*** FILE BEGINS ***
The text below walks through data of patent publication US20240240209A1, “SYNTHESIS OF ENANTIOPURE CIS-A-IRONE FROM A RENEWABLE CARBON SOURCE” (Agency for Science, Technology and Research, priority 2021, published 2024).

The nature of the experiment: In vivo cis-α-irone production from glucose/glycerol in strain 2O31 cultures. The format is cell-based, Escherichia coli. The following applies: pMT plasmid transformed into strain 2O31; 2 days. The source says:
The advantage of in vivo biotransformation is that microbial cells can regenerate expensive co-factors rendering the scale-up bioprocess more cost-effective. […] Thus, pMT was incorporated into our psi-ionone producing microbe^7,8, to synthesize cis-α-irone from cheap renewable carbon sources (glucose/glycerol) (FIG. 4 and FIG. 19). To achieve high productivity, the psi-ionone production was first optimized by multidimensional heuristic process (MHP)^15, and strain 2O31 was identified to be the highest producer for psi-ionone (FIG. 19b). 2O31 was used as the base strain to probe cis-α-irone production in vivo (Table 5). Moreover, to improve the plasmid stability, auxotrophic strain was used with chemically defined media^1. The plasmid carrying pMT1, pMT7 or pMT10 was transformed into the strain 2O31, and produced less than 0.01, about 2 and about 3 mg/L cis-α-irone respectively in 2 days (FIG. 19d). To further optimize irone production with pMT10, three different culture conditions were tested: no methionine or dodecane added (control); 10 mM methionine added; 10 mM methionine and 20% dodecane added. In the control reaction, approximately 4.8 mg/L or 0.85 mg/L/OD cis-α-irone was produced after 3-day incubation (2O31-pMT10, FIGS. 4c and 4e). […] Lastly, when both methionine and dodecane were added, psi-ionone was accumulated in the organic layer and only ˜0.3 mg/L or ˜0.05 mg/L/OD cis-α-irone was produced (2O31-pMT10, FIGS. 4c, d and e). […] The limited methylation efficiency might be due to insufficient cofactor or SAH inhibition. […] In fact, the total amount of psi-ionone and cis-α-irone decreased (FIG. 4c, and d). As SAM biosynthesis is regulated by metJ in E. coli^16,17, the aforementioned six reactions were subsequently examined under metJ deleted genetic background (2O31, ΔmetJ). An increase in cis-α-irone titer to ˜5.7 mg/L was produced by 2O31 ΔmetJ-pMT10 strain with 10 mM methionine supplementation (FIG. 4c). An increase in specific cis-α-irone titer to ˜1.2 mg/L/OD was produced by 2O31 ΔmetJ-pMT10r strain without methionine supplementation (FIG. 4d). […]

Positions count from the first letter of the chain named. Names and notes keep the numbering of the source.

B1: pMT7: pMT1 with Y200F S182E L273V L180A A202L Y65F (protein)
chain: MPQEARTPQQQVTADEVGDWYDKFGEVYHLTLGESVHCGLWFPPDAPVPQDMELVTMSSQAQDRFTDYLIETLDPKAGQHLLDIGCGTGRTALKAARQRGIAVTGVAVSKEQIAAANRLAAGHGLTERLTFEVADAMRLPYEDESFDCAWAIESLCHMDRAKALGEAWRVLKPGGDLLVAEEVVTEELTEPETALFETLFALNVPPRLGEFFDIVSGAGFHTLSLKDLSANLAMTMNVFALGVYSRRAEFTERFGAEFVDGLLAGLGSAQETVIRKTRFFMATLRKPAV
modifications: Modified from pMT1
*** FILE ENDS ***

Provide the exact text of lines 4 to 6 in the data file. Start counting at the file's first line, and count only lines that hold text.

Positions count from the first letter of the chain named. Names and notes keep the numbering of the source.

B1: pMT7: pMT1 with Y200F S182E L273V L180A A202L Y65F (protein)
chain: MPQEARTPQQQVTADEVGDWYDKFGEVYHLTLGESVHCGLWFPPDAPVPQDMELVTMSSQAQDRFTDYLIETLDPKAGQHLLDIGCGTGRTALKAARQRGIAVTGVAVSKEQIAAANRLAAGHGLTERLTFEVADAMRLPYEDESFDCAWAIESLCHMDRAKALGEAWRVLKPGGDLLVAEEVVTEELTEPETALFETLFALNVPPRLGEFFDIVSGAGFHTLSLKDLSANLAMTMNVFALGVYSRRAEFTERFGAEFVDGLLAGLGSAQETVIRKTRFFMATLRKPAV